According to Horizon Media's latest Finger on the Pulse Survey—the agency's proprietary online research community comprised of 3,000 people reflective of the U.S. population—the majority of American consumers are not yet ready to embrace tipping bans, a phenomenon that is becoming increasingly popular in restaurants across the country.
Tip banning, or eliminating tipping in favor of paying servers a higher wage, is a becoming a hot issue as popular restaurant owners like Danny Meyer of Union Square Hospitality have begun instating the practice in their eateries. The change in practice isn't limited to the coasts. National chains like Joe's Crab Shack as well as independent establishments across the nation have also joined the ranks. This "service included" approach to the bill is already common in other parts of the world, including Europe.
Yet Horizon's latest Opinion Pulse data suggest these restaurants may be getting ahead of U.S. consumers' appetite for change: 81 percent of adult restaurant-goers are not yet ready to welcome built in tipping. These consumers want status quo—the decision to tip within their control and dependent on a positive service experience. For over half of these restaurant-goers, the main drawbacks of built-in tipping come down to expected effects on service: 55 percent say they would be forced to pay the same amount no matter how good or bad service is, and 52 percent say it should be up to them to decide how much to pay for service.
While older consumers are hesitant to embrace the change, Millennials and Generation Z are more ready for a tipping revolution: 29 percent of people ages 18-34 say tipping is an outdated and unfair practice versus 18 percent of people aged 35-49, and 13 percent of people aged 50-64. Just 44 percent of 18-34 say they are against tip being built into an item price, versus six in 10 of the older crowd (61 percent of 35-49 and 59 percent of 50-64). But just because they are more forward-thinking on the practice doesn't mean they think the change will happen quickly. In fact, they are more skeptical: 70 percent of Millennials and Gen Z say they think tipping practices will be the same as they are now in five years (versus 60 percent of 35-49 and 53 percent of 50-64).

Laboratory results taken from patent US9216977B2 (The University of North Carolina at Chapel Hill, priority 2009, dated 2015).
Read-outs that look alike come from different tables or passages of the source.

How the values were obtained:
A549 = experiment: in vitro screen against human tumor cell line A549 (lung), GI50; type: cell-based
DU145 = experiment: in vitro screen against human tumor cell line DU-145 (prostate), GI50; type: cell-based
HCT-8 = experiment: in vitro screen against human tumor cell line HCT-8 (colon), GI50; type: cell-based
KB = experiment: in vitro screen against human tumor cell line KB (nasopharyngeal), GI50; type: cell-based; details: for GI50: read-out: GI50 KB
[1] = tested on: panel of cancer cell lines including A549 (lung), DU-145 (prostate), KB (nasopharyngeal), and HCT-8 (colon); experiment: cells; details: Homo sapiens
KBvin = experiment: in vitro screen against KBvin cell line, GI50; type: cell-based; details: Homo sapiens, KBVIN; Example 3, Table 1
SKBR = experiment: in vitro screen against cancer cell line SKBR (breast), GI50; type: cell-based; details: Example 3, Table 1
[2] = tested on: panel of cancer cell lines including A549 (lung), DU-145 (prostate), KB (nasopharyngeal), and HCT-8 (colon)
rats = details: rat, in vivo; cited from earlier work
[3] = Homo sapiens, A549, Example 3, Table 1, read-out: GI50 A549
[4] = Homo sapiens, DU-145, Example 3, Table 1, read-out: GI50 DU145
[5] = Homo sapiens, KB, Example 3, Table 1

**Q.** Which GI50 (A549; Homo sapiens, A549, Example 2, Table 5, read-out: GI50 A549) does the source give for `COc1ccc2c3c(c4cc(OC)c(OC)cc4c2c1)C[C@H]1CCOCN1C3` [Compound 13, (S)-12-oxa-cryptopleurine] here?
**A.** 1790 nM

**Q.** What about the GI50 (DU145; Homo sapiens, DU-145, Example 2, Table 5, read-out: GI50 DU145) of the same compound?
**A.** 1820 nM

"There are real economic and life-stage realities at play for the younger crowd," says Kirk Olson, vice president, TrendSights at Horizon Media. "Many Millennials still face underemployment and Gen Z-ers who've begun working are often working service jobs dependent on tips. Considering the rising popularity of Bernie Sanders' ‘living wage’ stance among the same group, it makes perfect sense that they show greater interest in seeing tipping evolve," continues Olson. "They're also more global and connected. They know 'service included' is the way it's done elsewhere and think it would be better for the U.S., even if they're not convinced it will become a reality any time soon."
Regardless of age, those who are interested in switching to a built-in tip structure are passionate about the benefits. Primarily as a way to better predict cost; those who prefer built-in tipping are over two and a half times more likely to say the cost of the entire meal would be clearer before ordering (70 percent vs. 26 percent who want tipping left as is). Fairness is an important motivator as well: 62 percent of those who welcome built-in tipping say it would ensure the servers earn a fair and livable wage (versus 32 percent who want things to stay as is), and 45 percent say the current tipping structure is outdated (versus 15 percent among those who want things to stay as is).
"While the research suggests consumers aren't quite ready to abandon tipping per se, it does portend that in the future convenience will likely trump control," says Rich Simms, executive vice president, managing partner at Horizon Media. "Tomorrow's restaurant-goers may find that not having to think about the tip is a core benefit of the whole transaction. Hospitality brands making the change now may be at the forefront of something that will become standard practice in ten more years."
How much more are they willing to pay per menu item to have tip built in? One third (34 percent) say they would pay up to 15 percent more per item, with an additional one in 10 saying an increase of 18-25 percent would be fair in order to change tipping practices.
News and information presented in this release has not been corroborated by FSR, Food News Media, or Journalistic, Inc.